Those who are made physically ill by hippies like Leary, Lanier and Barlow, who are interested in virtual reality but want to keep a cool head, can now turn to the civilized Benjamin Woolley.
In his book Virtual Worlds, this BBC Late Show journalist hauls such West Coast wizards over the coals with a mild form of high society marxism. Their VR is no liberation but frustration, a rude intrusion of metaphysics into ordinary life.
With the motto: cut the crap, Woolley puts forth the claim that theory seems to be in need of a good shave. As it was presented in 1989, VR was actually a product of an artistic cult movement and not a scientific discovery at all. Woolley proposes grounding the technological discourse in hard, 'anglo-saxon' logic, from the philosophical mathematics that runs from Newton and Babbage to Wittgenstein, Gödel, Turing and Hilbert.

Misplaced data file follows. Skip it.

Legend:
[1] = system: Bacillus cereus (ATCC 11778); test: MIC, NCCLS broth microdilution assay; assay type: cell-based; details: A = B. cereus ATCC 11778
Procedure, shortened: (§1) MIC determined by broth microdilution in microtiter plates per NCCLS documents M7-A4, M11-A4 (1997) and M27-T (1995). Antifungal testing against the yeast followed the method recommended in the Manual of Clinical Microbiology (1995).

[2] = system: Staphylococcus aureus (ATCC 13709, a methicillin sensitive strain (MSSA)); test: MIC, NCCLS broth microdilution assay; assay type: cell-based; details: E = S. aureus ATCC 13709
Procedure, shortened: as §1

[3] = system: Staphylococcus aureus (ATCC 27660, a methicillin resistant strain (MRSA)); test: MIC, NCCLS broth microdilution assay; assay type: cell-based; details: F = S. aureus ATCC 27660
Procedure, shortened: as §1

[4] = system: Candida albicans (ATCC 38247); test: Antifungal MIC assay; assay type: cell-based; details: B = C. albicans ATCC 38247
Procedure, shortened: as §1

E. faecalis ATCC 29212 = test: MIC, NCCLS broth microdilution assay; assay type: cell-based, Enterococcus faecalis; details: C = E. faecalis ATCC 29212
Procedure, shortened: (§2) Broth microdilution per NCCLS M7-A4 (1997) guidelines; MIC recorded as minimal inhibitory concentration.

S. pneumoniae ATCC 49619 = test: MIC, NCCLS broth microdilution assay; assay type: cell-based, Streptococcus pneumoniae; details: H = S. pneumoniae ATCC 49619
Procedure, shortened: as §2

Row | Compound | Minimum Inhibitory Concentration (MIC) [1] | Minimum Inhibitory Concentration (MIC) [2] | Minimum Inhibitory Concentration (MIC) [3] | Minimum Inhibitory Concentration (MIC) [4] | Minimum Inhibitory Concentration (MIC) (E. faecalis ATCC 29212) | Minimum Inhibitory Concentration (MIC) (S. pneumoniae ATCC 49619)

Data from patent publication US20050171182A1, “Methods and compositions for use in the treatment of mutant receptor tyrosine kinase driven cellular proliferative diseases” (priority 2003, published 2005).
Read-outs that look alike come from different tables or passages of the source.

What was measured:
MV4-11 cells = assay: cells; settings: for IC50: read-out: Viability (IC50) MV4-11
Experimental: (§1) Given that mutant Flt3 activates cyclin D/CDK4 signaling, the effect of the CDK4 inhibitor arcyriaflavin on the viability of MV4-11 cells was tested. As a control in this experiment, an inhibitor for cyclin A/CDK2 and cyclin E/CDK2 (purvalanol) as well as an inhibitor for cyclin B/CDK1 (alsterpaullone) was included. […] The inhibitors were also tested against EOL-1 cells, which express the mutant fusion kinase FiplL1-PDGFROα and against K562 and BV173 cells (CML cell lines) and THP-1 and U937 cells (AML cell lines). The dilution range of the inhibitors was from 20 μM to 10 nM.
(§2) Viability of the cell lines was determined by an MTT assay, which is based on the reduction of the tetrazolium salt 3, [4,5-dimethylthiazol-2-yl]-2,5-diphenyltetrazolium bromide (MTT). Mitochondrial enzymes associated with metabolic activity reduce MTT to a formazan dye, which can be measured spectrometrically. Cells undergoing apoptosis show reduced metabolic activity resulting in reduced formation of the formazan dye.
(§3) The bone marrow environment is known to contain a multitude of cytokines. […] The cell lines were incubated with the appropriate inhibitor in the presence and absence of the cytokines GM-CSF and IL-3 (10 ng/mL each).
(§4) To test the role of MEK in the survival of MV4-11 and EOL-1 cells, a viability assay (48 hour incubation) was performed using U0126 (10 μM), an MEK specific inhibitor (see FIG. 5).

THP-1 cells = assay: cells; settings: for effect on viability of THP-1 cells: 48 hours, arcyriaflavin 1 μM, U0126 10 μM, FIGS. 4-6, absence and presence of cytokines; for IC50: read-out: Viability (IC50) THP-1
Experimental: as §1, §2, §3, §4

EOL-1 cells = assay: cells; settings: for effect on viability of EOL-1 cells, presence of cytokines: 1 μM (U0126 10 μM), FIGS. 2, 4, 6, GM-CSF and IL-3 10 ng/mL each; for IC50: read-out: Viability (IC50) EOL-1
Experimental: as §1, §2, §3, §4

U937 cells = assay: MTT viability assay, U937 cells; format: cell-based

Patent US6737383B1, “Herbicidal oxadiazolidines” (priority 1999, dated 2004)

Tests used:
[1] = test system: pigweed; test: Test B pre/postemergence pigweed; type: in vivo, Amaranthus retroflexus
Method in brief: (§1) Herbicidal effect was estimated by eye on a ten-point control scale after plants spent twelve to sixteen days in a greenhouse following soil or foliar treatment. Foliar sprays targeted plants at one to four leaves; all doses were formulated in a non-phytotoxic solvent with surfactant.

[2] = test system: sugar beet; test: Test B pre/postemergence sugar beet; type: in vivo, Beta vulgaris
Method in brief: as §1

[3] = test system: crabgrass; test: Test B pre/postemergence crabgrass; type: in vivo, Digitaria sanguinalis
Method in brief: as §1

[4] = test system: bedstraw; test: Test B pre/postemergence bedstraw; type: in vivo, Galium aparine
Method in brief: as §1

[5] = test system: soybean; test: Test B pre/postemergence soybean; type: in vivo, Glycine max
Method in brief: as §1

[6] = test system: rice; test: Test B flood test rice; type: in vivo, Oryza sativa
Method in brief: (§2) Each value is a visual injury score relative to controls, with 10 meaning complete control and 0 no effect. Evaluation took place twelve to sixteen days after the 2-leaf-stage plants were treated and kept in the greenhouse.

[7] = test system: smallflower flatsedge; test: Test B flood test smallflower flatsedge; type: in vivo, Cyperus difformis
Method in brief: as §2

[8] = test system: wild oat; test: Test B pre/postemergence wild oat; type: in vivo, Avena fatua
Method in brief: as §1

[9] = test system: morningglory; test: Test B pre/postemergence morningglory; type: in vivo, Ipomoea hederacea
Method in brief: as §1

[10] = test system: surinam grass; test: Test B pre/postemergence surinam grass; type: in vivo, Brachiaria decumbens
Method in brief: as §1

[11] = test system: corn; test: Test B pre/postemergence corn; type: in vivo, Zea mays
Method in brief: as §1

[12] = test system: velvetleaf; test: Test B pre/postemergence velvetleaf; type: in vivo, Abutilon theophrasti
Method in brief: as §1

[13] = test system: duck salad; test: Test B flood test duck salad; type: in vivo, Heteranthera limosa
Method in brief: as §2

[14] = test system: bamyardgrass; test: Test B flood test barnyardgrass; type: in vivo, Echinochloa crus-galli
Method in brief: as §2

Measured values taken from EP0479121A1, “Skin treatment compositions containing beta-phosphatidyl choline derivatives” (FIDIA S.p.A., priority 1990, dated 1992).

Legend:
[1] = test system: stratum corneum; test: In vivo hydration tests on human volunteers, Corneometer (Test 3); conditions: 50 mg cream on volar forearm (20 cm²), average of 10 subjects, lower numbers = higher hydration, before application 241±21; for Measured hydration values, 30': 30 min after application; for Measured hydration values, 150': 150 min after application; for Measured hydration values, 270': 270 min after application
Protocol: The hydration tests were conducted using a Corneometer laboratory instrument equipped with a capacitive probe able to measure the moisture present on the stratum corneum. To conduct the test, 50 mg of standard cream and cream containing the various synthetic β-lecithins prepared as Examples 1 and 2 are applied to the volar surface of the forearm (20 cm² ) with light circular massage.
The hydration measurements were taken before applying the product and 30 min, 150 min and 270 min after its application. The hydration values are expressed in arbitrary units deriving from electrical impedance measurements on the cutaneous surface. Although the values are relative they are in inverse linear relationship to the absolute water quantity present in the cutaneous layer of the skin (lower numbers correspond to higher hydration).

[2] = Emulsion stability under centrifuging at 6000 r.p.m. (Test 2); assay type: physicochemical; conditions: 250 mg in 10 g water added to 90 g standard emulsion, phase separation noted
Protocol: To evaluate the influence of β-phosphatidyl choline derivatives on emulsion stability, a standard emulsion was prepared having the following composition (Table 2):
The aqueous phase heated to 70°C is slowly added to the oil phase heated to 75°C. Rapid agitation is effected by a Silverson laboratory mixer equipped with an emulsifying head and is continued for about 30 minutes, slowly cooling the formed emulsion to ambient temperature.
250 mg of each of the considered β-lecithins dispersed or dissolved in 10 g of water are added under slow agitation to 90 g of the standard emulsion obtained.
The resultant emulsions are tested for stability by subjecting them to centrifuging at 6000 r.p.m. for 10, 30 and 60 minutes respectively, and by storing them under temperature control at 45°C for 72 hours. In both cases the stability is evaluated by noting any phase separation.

Reality is not dead, as postmodernists and virtual realists claim.
Mathematics must not be reduced to just another symbolic system of representation. The pomos must keep their hands off of the language of nature. By introducing a distinction between simulation and imitation and separating the virtual from the artificial, he attempts to save reality from its downfall. Woolley's reality is alive and kicking: not in the material, outside world but in the formal, abstract domain revealed by mathematics and computation.
Virtual Worlds is gripping at times and demands a response, preferably one without superficial accusations. How can one expect a serious response from post-modernist autists when, for example, most of the German philosophy is dismissed as exasperatingly opaque?